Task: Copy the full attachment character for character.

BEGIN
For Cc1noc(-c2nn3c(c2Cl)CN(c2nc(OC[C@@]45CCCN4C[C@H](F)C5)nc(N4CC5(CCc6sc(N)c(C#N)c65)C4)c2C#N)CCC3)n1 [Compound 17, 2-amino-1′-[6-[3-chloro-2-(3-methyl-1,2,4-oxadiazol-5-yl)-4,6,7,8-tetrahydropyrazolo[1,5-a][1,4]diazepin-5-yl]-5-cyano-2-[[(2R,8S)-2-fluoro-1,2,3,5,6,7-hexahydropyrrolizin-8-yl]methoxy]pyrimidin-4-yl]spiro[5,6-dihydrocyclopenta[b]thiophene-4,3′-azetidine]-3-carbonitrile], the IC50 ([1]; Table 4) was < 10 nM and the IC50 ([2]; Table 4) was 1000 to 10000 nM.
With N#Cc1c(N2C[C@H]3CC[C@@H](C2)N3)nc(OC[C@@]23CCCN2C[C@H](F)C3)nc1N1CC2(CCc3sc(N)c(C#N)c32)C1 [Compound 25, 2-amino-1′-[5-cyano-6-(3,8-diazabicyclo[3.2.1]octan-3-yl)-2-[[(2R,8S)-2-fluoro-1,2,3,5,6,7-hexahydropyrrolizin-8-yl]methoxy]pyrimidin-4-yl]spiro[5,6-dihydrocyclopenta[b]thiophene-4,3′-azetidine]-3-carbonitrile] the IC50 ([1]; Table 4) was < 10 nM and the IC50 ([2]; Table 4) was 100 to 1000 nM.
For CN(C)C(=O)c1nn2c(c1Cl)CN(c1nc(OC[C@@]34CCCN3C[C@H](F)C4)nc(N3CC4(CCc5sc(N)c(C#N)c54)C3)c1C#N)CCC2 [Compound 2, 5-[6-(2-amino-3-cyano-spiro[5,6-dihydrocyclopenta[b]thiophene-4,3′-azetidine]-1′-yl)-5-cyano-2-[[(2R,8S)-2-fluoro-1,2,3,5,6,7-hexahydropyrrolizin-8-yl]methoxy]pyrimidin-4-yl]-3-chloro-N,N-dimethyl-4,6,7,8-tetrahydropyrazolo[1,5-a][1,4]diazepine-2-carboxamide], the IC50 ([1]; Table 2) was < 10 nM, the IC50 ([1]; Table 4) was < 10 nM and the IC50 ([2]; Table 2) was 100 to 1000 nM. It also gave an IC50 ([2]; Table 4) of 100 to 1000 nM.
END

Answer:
For Cc1noc(-c2nn3c(c2Cl)CN(c2nc(OC[C@@]45CCCN4C[C@H](F)C5)nc(N4CC5(CCc6sc(N)c(C#N)c65)C4)c2C#N)CCC3)n1 [Compound 17, 2-amino-1′-[6-[3-chloro-2-(3-methyl-1,2,4-oxadiazol-5-yl)-4,6,7,8-tetrahydropyrazolo[1,5-a][1,4]diazepin-5-yl]-5-cyano-2-[[(2R,8S)-2-fluoro-1,2,3,5,6,7-hexahydropyrrolizin-8-yl]methoxy]pyrimidin-4-yl]spiro[5,6-dihydrocyclopenta[b]thiophene-4,3′-azetidine]-3-carbonitrile], the IC50 ([1]; Table 4) was < 10 nM and the IC50 ([2]; Table 4) was 1000 to 10000 nM.
With N#Cc1c(N2C[C@H]3CC[C@@H](C2)N3)nc(OC[C@@]23CCCN2C[C@H](F)C3)nc1N1CC2(CCc3sc(N)c(C#N)c32)C1 [Compound 25, 2-amino-1′-[5-cyano-6-(3,8-diazabicyclo[3.2.1]octan-3-yl)-2-[[(2R,8S)-2-fluoro-1,2,3,5,6,7-hexahydropyrrolizin-8-yl]methoxy]pyrimidin-4-yl]spiro[5,6-dihydrocyclopenta[b]thiophene-4,3′-azetidine]-3-carbonitrile] the IC50 ([1]; Table 4) was < 10 nM and the IC50 ([2]; Table 4) was 100 to 1000 nM.
For CN(C)C(=O)c1nn2c(c1Cl)CN(c1nc(OC[C@@]34CCCN3C[C@H](F)C4)nc(N3CC4(CCc5sc(N)c(C#N)c54)C3)c1C#N)CCC2 [Compound 2, 5-[6-(2-amino-3-cyano-spiro[5,6-dihydrocyclopenta[b]thiophene-4,3′-azetidine]-1′-yl)-5-cyano-2-[[(2R,8S)-2-fluoro-1,2,3,5,6,7-hexahydropyrrolizin-8-yl]methoxy]pyrimidin-4-yl]-3-chloro-N,N-dimethyl-4,6,7,8-tetrahydropyrazolo[1,5-a][1,4]diazepine-2-carboxamide], the IC50 ([1]; Table 2) was < 10 nM, the IC50 ([1]; Table 4) was < 10 nM and the IC50 ([2]; Table 2) was 100 to 1000 nM. It also gave an IC50 ([2]; Table 4) of 100 to 1000 nM.